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Friday, January 4, 2008

Tax hike for T-Town

Trenton residents face a 5.2 percent increase in taxes this year - meaning an extra $120 in tax bills for residents living in homes assessed at the city average of $100,000 - according to testimony given by Mayor Douglas H. Palmer and administration officials Thursday night.

Most of the increase - which means the municipal tax rate increases by 12 cents to $2.45 per $100 of assessed value from $2.33 - was linked to costs that Mayor Palmer said were out of the city's control, citing salary and benefit increases for city employees.

The budget is around six months late, after the city scrambled to find revenue to make up budget gaps that Mayor Palmer blamed on all of the parcels of state-owned, tax-exempt property in Trenton, for which the city only receives payment-in-lieu-of-taxes that make up only a fraction of what Trenton would get in property taxes on what is frequently valuable downtown property.

The other major point of the mayor's presentation at City Council's Thursday meeting was that the hiring of an additional 25 police officers took up three cents of the total 12 cent increase, despite the fact that 13 of those officers will be simply filling vacancies instead of actually meaning an increase of manpower in a crime-plagued urban environment.

For the net gain of total of 25 officers - and a net gain of 12 - Business Administrator Jane Feigenbaum said the city had budgeted $600,000, which she said covered salary and benefits for only half a year for the officers.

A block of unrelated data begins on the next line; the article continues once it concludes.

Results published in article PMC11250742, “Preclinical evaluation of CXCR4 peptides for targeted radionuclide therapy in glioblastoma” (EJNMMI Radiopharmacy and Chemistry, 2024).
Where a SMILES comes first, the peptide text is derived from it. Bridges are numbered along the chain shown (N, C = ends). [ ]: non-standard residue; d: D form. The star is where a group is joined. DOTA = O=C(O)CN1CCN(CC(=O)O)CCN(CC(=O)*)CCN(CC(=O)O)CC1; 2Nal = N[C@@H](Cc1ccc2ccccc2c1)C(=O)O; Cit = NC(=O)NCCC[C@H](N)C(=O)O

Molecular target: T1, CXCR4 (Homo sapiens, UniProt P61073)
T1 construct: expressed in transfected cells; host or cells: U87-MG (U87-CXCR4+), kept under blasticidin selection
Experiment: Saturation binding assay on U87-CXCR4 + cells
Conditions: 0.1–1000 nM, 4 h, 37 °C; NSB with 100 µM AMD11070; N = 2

Another peculiar fact in the new budget was that $5 million was earmarked for paying police overtime money.

That came despite the fact that residents and those on council who had been pushing for the additional officers had always cited the city's multimillion dollar police overtime budget as one of the prime reasons why additional officers should be hired, presumably to take up some of the overtime hours and relieve an overworked police force.

It seems this addition of 12 officers to Trenton's police force is the first installment of 50 promised by Mayor Palmer in his state of the city address.

One bright spot last night was council's tabling of a contract to be awarded to the city's gang consultant, Barry Colicelli, who normally gets a lucrative $91,000 contract and usage of a city vehicle and city hall office.

Council members failed to pass the measure after observing that Mr. Colicelli had not been before them more than once on city business for nearly an entire year.

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